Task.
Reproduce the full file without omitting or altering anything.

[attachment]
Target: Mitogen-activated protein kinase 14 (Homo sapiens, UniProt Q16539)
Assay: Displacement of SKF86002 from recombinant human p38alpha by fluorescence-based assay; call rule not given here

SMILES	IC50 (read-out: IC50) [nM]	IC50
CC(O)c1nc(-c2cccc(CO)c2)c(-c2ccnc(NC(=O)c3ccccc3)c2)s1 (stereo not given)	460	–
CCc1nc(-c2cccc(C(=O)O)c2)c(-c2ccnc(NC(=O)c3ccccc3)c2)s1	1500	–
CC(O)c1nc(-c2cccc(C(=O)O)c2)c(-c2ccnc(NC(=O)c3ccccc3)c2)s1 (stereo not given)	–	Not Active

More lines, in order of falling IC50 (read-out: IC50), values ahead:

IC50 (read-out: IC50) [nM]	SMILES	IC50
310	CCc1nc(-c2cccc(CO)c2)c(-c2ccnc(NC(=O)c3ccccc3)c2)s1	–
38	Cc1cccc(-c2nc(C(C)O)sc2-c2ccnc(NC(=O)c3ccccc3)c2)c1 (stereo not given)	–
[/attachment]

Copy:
Target: Mitogen-activated protein kinase 14 (Homo sapiens, UniProt Q16539)
Assay: Displacement of SKF86002 from recombinant human p38alpha by fluorescence-based assay; call rule not given here

SMILES	IC50 (read-out: IC50) [nM]	IC50
CC(O)c1nc(-c2cccc(CO)c2)c(-c2ccnc(NC(=O)c3ccccc3)c2)s1 (stereo not given)	460	–
CCc1nc(-c2cccc(C(=O)O)c2)c(-c2ccnc(NC(=O)c3ccccc3)c2)s1	1500	–
CC(O)c1nc(-c2cccc(C(=O)O)c2)c(-c2ccnc(NC(=O)c3ccccc3)c2)s1 (stereo not given)	–	Not Active

More lines, in order of falling IC50 (read-out: IC50), values ahead:

IC50 (read-out: IC50) [nM]	SMILES	IC50
310	CCc1nc(-c2cccc(CO)c2)c(-c2ccnc(NC(=O)c3ccccc3)c2)s1	–
38	Cc1cccc(-c2nc(C(C)O)sc2-c2ccnc(NC(=O)c3ccccc3)c2)c1 (stereo not given)	–